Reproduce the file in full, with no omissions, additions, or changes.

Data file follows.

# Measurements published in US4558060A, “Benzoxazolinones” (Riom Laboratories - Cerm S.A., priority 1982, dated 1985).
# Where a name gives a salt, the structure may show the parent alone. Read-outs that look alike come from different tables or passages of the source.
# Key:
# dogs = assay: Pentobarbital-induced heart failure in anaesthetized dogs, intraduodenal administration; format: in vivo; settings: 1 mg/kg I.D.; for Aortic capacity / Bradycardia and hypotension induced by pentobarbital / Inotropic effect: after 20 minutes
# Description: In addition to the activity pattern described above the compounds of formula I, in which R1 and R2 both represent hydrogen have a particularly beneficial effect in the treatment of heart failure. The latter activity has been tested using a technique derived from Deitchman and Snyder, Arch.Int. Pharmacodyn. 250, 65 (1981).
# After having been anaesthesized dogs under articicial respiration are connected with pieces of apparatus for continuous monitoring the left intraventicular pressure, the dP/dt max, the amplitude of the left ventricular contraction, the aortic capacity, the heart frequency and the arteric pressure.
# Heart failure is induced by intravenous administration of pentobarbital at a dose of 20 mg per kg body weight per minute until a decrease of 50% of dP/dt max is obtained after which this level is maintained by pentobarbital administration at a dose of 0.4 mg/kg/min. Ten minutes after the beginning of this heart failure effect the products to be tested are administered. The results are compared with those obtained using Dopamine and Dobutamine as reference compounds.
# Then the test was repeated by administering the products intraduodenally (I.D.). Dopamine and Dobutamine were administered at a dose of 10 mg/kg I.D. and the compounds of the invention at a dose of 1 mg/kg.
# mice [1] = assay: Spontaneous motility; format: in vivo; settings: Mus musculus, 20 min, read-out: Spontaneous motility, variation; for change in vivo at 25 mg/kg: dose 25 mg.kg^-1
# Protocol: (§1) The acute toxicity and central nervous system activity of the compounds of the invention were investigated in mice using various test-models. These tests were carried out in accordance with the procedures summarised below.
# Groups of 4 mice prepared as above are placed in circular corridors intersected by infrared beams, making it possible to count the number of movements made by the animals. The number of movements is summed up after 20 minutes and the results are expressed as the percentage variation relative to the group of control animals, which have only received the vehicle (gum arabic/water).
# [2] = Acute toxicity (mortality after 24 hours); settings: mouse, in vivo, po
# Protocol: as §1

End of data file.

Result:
# Measurements published in US4558060A, “Benzoxazolinones” (Riom Laboratories - Cerm S.A., priority 1982, dated 1985).
# Where a name gives a salt, the structure may show the parent alone. Read-outs that look alike come from different tables or passages of the source.
# Key:
# dogs = assay: Pentobarbital-induced heart failure in anaesthetized dogs, intraduodenal administration; format: in vivo; settings: 1 mg/kg I.D.; for Aortic capacity / Bradycardia and hypotension induced by pentobarbital / Inotropic effect: after 20 minutes
# Description: In addition to the activity pattern described above the compounds of formula I, in which R1 and R2 both represent hydrogen have a particularly beneficial effect in the treatment of heart failure. The latter activity has been tested using a technique derived from Deitchman and Snyder, Arch.Int. Pharmacodyn. 250, 65 (1981).
# After having been anaesthesized dogs under articicial respiration are connected with pieces of apparatus for continuous monitoring the left intraventicular pressure, the dP/dt max, the amplitude of the left ventricular contraction, the aortic capacity, the heart frequency and the arteric pressure.
# Heart failure is induced by intravenous administration of pentobarbital at a dose of 20 mg per kg body weight per minute until a decrease of 50% of dP/dt max is obtained after which this level is maintained by pentobarbital administration at a dose of 0.4 mg/kg/min. Ten minutes after the beginning of this heart failure effect the products to be tested are administered. The results are compared with those obtained using Dopamine and Dobutamine as reference compounds.
# Then the test was repeated by administering the products intraduodenally (I.D.). Dopamine and Dobutamine were administered at a dose of 10 mg/kg I.D. and the compounds of the invention at a dose of 1 mg/kg.
# mice [1] = assay: Spontaneous motility; format: in vivo; settings: Mus musculus, 20 min, read-out: Spontaneous motility, variation; for change in vivo at 25 mg/kg: dose 25 mg.kg^-1
# Protocol: (§1) The acute toxicity and central nervous system activity of the compounds of the invention were investigated in mice using various test-models. These tests were carried out in accordance with the procedures summarised below.
# Groups of 4 mice prepared as above are placed in circular corridors intersected by infrared beams, making it possible to count the number of movements made by the animals. The number of movements is summed up after 20 minutes and the results are expressed as the percentage variation relative to the group of control animals, which have only received the vehicle (gum arabic/water).
# [2] = Acute toxicity (mortality after 24 hours); settings: mouse, in vivo, po
# Protocol: as §1